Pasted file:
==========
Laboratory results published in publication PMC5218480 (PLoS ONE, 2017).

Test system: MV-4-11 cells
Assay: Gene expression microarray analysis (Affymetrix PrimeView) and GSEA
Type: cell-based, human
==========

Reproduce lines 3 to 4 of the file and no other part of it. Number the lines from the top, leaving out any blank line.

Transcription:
Assay: Gene expression microarray analysis (Affymetrix PrimeView) and GSEA
Type: cell-based, human